Monday, February 24, 2014

Home Brew: Blood Orange Hefeweizen

Nothing is better than a light and refreshing wheat beer during the summer months. This fact of brewing is magnified when you head to the beach or the pool in Florida. Often times, the custom is to throw a piece of citrus into a wheat beer to emphasize the sweet notes in wheat beers. Why not simplify the process, create a popular style of wheat beers, and get ready for the beach.

It’s also important to cite your sources. We have a tremendous amount of respect for Dogfish Head Craft Brewing and the founder, Sam Calagione. They have been advocates for and pioneers in “Extreme Brewing”. This philosophy embraces trying new ingredients in beers, expanding beer styles, and exploring all that beer can offer. The recipe for the Blood Orange Hefeweizen is from his book, “Extreme Brewing: An Enthusiast’s Guide to Brewing Craft Beer at Home”. For our homebrew below, we modified the recipes by substituting more grains for some of the dried malt extract.

The interesting and “extreme” idea in this beer is to add this unique fruit to the brewing process. Blood oranges are not as sweet as other varieties of oranges could mix well with the hefeweizen style.

Here are the ingredients we used to brew our own Blood Orange Hefeweizen (Thanks, Sam!):

·         3 lbs. Munton wheat malt extract, dried malt extract
·         1 lbs. Munton light malt extract, dried malt extract
·         ½ lbs. Munton extract malt extract, dried malt extract
·         2 lbs. German Wheat malt barley
·         1 ½ lbs. German 2-row malt barley

·         ½ oz. Hallertau hop pellets (bittering hops, added at the start of the 60 minute boil)
·         ½ oz. Saaz hop pellets (flavoring hops, added with 20 minutes left in boil)
·         ½ oz. Hallertau pellets (aroma hops, added with 10 minutes left in boil)  

·         4 Blood oranges
·         Wyeast brand yeast – Bavarian Wheat #3638

·         Original gravity = 1.070
·         Target final gravity = 1.010
·         Target ABV = 5.5%

We chose this yeast for several reasons. This strain produces the customary clove and banana aromas but will also produces very subtle apple, pear, and plum esters. The yeast likes between 64-75 degrees while higher temperatures will increase the esters that they yeast produces. At this time in Florida (spring), the weather is usually in the higher temperature range for this yeast, which is perfect for fermenting this beer.

Start with 2 ½ gallons in the brew pot and heated to 150 degrees. Over the next 90 minutes, we steeped the 3 ½ lbs. of grains in this warmed water. The idea is to allow enzymes in the grains to convert starches into fermentable sugars that yeasts can get at. After the 90 minutes, we removed the grains and added all of the dried malt extract and brought to a boil. Boil the grains, malt extract, and hops by adding the hops at the times above.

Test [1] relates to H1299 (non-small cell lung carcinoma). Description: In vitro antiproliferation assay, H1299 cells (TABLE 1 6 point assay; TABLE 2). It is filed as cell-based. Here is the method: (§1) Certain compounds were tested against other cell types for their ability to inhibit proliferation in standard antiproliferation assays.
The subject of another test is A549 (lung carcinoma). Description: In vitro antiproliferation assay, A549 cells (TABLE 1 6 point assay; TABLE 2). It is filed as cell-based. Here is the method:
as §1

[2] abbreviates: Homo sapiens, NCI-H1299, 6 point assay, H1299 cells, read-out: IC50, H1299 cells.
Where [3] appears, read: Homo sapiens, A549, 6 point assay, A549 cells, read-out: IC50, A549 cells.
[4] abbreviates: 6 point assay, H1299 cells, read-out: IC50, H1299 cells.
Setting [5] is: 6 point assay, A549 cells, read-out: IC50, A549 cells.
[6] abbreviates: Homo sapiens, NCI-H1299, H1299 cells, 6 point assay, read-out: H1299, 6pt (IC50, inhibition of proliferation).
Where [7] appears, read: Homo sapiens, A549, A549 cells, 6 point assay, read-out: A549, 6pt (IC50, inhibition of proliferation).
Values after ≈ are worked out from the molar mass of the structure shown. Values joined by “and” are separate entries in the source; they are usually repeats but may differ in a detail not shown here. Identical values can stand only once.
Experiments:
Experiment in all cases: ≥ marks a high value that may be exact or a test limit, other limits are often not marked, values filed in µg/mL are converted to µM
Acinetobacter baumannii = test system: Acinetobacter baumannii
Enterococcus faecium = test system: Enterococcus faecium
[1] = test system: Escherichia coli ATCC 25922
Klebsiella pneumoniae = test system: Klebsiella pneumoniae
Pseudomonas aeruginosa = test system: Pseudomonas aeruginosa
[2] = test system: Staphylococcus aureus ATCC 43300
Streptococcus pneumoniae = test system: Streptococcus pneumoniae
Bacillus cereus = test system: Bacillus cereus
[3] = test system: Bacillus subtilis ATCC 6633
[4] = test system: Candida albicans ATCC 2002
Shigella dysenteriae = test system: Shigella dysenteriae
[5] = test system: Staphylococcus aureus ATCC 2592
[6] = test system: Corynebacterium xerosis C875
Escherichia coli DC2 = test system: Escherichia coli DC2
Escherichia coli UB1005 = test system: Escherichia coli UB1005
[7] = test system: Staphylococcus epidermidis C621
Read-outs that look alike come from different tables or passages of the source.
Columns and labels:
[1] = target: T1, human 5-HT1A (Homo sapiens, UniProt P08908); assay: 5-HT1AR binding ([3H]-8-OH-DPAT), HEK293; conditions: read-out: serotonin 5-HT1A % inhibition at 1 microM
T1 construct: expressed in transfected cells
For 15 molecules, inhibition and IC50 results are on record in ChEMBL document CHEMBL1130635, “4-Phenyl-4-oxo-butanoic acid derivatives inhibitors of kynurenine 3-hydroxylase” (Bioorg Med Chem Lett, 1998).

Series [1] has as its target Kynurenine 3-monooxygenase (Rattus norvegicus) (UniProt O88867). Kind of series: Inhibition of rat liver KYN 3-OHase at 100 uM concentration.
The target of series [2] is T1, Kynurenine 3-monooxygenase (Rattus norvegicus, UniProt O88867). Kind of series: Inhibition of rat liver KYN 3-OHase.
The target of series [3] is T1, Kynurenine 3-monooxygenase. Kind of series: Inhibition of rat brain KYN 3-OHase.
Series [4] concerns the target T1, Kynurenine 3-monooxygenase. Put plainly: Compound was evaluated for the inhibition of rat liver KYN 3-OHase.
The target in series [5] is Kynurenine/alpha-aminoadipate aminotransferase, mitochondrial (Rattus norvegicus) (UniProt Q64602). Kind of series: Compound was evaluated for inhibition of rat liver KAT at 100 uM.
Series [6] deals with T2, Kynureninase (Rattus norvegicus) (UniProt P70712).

During the boil, we had that 60 minutes to prepare the blood oranges for addition to the fermenter. We zested two of the four oranges and cut up all of the fruit. We were careful to remove all of the white rind (will cause extreme bitterness). In a half gallon of water, we created a fruit tea including brining the fruit up to 160 degrees to sterilize it.

We then cooled off the unfermented beer in the brew pot and the blood orange tea to about 75 degrees. You can’t have this fluid too warm because you might kill off your own yeast if you add the yeast to warm water (unintentional pasteurization). We added all of the oranges, orange tea, unfermented beer, and yeast to the fermenter.

Strains of yeast used in wheat beers, such as this hefeweizen, are voracious. By that, we mean that they eat sugars and convert them to alcohol and carbon dioxide at breakneck speed. After five days, we transferred the fermenting beer to a secondary fermenter to pull it away from the spent yeast and fruit in the fermenter. As we post this, the beer is completing its second week of fermenting thanks to the yeast.

The pictures below including the following:
·         All of the ingredients
·         The recipe in Sam’s book
·         Wheat malt and the two varieties of hops
·         Light malt extract
·         The yeast packet (see the “Bavarian Wht” at the top)
·         The grains in a grain bag for easy steeping and removal
·         Steeping the grains in the brew pot
·         Checking for 150 degrees in the brew pot
·         Four blood oranges
·         Blood oranges and the pot for orange preparation
·         Personal notes on the recipe
·         Blood orange fruit
·         The boil
·         The brew pot and the orange tea
·         Unfermented beer and fruit added
·         Unfermented beer and fruit added (second picture)
·         Fermenting and yeast in action

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